A greater focus on trading can be extremely beneficial to a broad range of companies in today’s environment.
Among the businesses that would particularly benefit are complex refineries operating in Asia. These companies can process many types of crude oil and should be quick to take advantage of significant price differentials between sweet and sour and heavy and light grades. Few of these refineries are doing so, however. Instead, most maintain a highly conservative approach, with far greater emphasis on security of supply than on optimization of sourcing. We consider this stance suboptimal, given the oil market’s relatively high liquidity and the potential economic cost of this policy to these companies’ bottom lines. Indeed, our studies indicate that such conservative oil-supply policies can cost refiners’ margins as much as $1 to $2 per barrel.
Large oil-producing companies and countries, including those operating in the Middle East, could also benefit significantly by reconsidering the role that trading plays in their business. Many of these players have shunned or underemphasized trading, believing that it runs counter to their goal of becoming respected, reliable suppliers of crude.
We have a somewhat different view. In our opinion, being a reliable, predictable producer is largely a function of being transparent with regard to production and its evolution. An increased focus on trading is not inconsistent with this, nor does greater emphasis on trading preclude honoring politically driven volume regulation, such as OPEC targets. Trading could thus be highly advantageous to these businesses. Indeed, by placing greater emphasis on it, and increasing their focus on spot trading versus long-term contracts, these players could boost their returns significantly. We have determined, for example, that SOCAR, the State Oil Company of Azerbaijan Republic, increased its revenues by $1.70 per barrel by shifting its emphasis from marketing to trading.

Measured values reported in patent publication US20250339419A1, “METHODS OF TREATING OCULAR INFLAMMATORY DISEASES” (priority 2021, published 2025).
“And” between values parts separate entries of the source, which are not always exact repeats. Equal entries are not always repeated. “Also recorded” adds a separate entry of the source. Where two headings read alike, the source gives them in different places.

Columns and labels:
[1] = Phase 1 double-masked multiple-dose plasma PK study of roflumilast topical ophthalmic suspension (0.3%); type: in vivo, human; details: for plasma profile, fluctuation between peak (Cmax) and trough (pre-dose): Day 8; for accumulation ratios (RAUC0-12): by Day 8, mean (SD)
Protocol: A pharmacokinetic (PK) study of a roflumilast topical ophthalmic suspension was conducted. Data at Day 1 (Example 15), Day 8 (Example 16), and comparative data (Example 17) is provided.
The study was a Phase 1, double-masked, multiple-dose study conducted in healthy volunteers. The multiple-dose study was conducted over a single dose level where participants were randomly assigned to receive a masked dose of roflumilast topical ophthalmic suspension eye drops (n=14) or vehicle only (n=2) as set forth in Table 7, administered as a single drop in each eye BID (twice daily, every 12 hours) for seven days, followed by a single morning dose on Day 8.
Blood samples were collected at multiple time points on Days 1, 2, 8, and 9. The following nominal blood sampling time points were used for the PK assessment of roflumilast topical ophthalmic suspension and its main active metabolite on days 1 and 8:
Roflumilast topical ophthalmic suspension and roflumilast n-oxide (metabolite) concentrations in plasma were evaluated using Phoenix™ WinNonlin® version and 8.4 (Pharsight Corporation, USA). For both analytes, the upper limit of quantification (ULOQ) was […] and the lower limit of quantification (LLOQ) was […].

All companies, however, should consider the potential gains to be obtained by increasing their emphasis on trading, given the potential upside. Many European and U.S. oil majors are thinking along these lines and have already invested to increase the professionalism of their trading divisions. Some players in Asia are now in the process of doing so as well (China National Petroleum, for example, created a trading arm in recent years), as are some national oil companies (including those of Azerbaijan and Oman) in various regions.
Admittedly, the business model required for success in asset-backed trading is significantly different from the model necessary for success in exploration and production, refining, and marketing and is therefore not suited to all companies. But trading’s benefits can be material and, for many players, will more than compensate for the challenges of implementation. Not only can trading expand companies’ margins, it can stabilize portfolio returns and make a company more responsive to market opportunities. Oil companies that view trading solely as a source of supply for refineries could be leaving an important source of value creation idle.
To Contact the Authors
See SOCAR Trading Performance Review
, BCG report, May 2014, on SOCAR’s website